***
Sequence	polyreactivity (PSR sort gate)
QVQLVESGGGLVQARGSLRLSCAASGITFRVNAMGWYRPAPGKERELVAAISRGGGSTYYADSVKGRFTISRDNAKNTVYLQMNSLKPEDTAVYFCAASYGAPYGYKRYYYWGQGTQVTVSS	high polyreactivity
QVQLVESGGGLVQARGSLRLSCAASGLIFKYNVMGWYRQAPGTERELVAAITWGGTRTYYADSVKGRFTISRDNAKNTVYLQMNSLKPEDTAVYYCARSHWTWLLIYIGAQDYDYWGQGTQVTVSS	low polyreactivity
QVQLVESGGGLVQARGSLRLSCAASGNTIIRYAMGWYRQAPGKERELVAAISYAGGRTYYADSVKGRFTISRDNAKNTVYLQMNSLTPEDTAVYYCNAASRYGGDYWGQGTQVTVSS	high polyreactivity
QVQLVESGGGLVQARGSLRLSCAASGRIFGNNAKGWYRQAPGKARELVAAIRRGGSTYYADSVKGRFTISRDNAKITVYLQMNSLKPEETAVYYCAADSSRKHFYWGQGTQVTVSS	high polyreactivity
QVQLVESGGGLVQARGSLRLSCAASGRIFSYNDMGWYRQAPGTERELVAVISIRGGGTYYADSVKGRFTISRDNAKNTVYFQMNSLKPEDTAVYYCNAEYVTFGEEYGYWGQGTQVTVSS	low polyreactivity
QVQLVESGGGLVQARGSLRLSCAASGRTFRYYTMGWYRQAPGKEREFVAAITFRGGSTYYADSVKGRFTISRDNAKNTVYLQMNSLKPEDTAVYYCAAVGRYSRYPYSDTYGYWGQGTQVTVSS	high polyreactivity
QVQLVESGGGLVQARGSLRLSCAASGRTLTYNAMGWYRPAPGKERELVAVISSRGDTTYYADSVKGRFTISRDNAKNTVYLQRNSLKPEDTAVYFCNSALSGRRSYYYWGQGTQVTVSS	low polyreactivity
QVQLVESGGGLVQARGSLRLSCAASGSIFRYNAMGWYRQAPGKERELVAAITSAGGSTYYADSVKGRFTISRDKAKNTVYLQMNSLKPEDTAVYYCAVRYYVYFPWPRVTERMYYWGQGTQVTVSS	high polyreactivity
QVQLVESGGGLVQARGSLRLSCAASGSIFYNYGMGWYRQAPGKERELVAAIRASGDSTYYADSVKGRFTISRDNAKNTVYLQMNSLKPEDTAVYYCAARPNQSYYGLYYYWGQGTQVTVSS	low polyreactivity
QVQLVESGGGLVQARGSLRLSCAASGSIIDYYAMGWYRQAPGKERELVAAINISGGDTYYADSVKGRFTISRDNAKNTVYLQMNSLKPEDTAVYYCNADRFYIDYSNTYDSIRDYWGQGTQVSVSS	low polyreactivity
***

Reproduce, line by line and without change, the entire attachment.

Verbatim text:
Sequence	polyreactivity (PSR sort gate)
QVQLVESGGGLVQARGSLRLSCAASGITFRVNAMGWYRPAPGKERELVAAISRGGGSTYYADSVKGRFTISRDNAKNTVYLQMNSLKPEDTAVYFCAASYGAPYGYKRYYYWGQGTQVTVSS	high polyreactivity
QVQLVESGGGLVQARGSLRLSCAASGLIFKYNVMGWYRQAPGTERELVAAITWGGTRTYYADSVKGRFTISRDNAKNTVYLQMNSLKPEDTAVYYCARSHWTWLLIYIGAQDYDYWGQGTQVTVSS	low polyreactivity
QVQLVESGGGLVQARGSLRLSCAASGNTIIRYAMGWYRQAPGKERELVAAISYAGGRTYYADSVKGRFTISRDNAKNTVYLQMNSLTPEDTAVYYCNAASRYGGDYWGQGTQVTVSS	high polyreactivity
QVQLVESGGGLVQARGSLRLSCAASGRIFGNNAKGWYRQAPGKARELVAAIRRGGSTYYADSVKGRFTISRDNAKITVYLQMNSLKPEETAVYYCAADSSRKHFYWGQGTQVTVSS	high polyreactivity
QVQLVESGGGLVQARGSLRLSCAASGRIFSYNDMGWYRQAPGTERELVAVISIRGGGTYYADSVKGRFTISRDNAKNTVYFQMNSLKPEDTAVYYCNAEYVTFGEEYGYWGQGTQVTVSS	low polyreactivity
QVQLVESGGGLVQARGSLRLSCAASGRTFRYYTMGWYRQAPGKEREFVAAITFRGGSTYYADSVKGRFTISRDNAKNTVYLQMNSLKPEDTAVYYCAAVGRYSRYPYSDTYGYWGQGTQVTVSS	high polyreactivity
QVQLVESGGGLVQARGSLRLSCAASGRTLTYNAMGWYRPAPGKERELVAVISSRGDTTYYADSVKGRFTISRDNAKNTVYLQRNSLKPEDTAVYFCNSALSGRRSYYYWGQGTQVTVSS	low polyreactivity
QVQLVESGGGLVQARGSLRLSCAASGSIFRYNAMGWYRQAPGKERELVAAITSAGGSTYYADSVKGRFTISRDKAKNTVYLQMNSLKPEDTAVYYCAVRYYVYFPWPRVTERMYYWGQGTQVTVSS	high polyreactivity
QVQLVESGGGLVQARGSLRLSCAASGSIFYNYGMGWYRQAPGKERELVAAIRASGDSTYYADSVKGRFTISRDNAKNTVYLQMNSLKPEDTAVYYCAARPNQSYYGLYYYWGQGTQVTVSS	low polyreactivity
QVQLVESGGGLVQARGSLRLSCAASGSIIDYYAMGWYRQAPGKERELVAAINISGGDTYYADSVKGRFTISRDNAKNTVYLQMNSLKPEDTAVYYCNADRFYIDYSNTYDSIRDYWGQGTQVSVSS	low polyreactivity